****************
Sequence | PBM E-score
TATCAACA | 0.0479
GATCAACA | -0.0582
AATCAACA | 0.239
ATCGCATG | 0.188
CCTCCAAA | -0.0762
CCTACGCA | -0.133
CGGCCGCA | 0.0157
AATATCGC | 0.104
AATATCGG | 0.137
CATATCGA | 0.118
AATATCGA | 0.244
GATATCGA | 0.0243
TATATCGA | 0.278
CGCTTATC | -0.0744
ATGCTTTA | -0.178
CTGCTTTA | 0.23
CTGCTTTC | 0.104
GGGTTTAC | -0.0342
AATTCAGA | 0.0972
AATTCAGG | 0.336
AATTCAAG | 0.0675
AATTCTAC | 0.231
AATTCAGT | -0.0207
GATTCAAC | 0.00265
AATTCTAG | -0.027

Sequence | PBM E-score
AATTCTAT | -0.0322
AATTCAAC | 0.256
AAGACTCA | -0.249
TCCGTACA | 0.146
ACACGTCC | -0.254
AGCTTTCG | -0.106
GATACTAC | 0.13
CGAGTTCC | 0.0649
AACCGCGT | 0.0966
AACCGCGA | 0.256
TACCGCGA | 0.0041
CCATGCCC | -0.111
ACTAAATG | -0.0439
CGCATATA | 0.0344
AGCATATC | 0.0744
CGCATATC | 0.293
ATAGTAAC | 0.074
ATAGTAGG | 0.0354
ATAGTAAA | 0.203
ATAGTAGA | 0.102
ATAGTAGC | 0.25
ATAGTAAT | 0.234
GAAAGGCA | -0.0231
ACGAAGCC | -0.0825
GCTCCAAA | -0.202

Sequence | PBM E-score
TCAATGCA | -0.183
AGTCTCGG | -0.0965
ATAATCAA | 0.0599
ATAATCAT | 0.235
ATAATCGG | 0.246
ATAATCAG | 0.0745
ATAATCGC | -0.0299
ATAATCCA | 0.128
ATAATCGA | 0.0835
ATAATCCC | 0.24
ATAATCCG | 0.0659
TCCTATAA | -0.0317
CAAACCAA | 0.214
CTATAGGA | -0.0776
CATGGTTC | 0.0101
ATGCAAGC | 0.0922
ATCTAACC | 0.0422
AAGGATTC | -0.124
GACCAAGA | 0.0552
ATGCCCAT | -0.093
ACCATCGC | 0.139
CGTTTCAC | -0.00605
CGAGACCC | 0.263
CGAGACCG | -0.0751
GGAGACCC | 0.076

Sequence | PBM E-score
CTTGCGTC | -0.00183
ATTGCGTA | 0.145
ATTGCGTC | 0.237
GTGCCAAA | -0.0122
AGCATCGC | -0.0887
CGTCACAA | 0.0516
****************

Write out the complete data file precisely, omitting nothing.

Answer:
Sequence | PBM E-score
TATCAACA | 0.0479
GATCAACA | -0.0582
AATCAACA | 0.239
ATCGCATG | 0.188
CCTCCAAA | -0.0762
CCTACGCA | -0.133
CGGCCGCA | 0.0157
AATATCGC | 0.104
AATATCGG | 0.137
CATATCGA | 0.118
AATATCGA | 0.244
GATATCGA | 0.0243
TATATCGA | 0.278
CGCTTATC | -0.0744
ATGCTTTA | -0.178
CTGCTTTA | 0.23
CTGCTTTC | 0.104
GGGTTTAC | -0.0342
AATTCAGA | 0.0972
AATTCAGG | 0.336
AATTCAAG | 0.0675
AATTCTAC | 0.231
AATTCAGT | -0.0207
GATTCAAC | 0.00265
AATTCTAG | -0.027

Sequence | PBM E-score
AATTCTAT | -0.0322
AATTCAAC | 0.256
AAGACTCA | -0.249
TCCGTACA | 0.146
ACACGTCC | -0.254
AGCTTTCG | -0.106
GATACTAC | 0.13
CGAGTTCC | 0.0649
AACCGCGT | 0.0966
AACCGCGA | 0.256
TACCGCGA | 0.0041
CCATGCCC | -0.111
ACTAAATG | -0.0439
CGCATATA | 0.0344
AGCATATC | 0.0744
CGCATATC | 0.293
ATAGTAAC | 0.074
ATAGTAGG | 0.0354
ATAGTAAA | 0.203
ATAGTAGA | 0.102
ATAGTAGC | 0.25
ATAGTAAT | 0.234
GAAAGGCA | -0.0231
ACGAAGCC | -0.0825
GCTCCAAA | -0.202

Sequence | PBM E-score
TCAATGCA | -0.183
AGTCTCGG | -0.0965
ATAATCAA | 0.0599
ATAATCAT | 0.235
ATAATCGG | 0.246
ATAATCAG | 0.0745
ATAATCGC | -0.0299
ATAATCCA | 0.128
ATAATCGA | 0.0835
ATAATCCC | 0.24
ATAATCCG | 0.0659
TCCTATAA | -0.0317
CAAACCAA | 0.214
CTATAGGA | -0.0776
CATGGTTC | 0.0101
ATGCAAGC | 0.0922
ATCTAACC | 0.0422
AAGGATTC | -0.124
GACCAAGA | 0.0552
ATGCCCAT | -0.093
ACCATCGC | 0.139
CGTTTCAC | -0.00605
CGAGACCC | 0.263
CGAGACCG | -0.0751
GGAGACCC | 0.076

Sequence | PBM E-score
CTTGCGTC | -0.00183
ATTGCGTA | 0.145
ATTGCGTC | 0.237
GTGCCAAA | -0.0122
AGCATCGC | -0.0887
CGTCACAA | 0.0516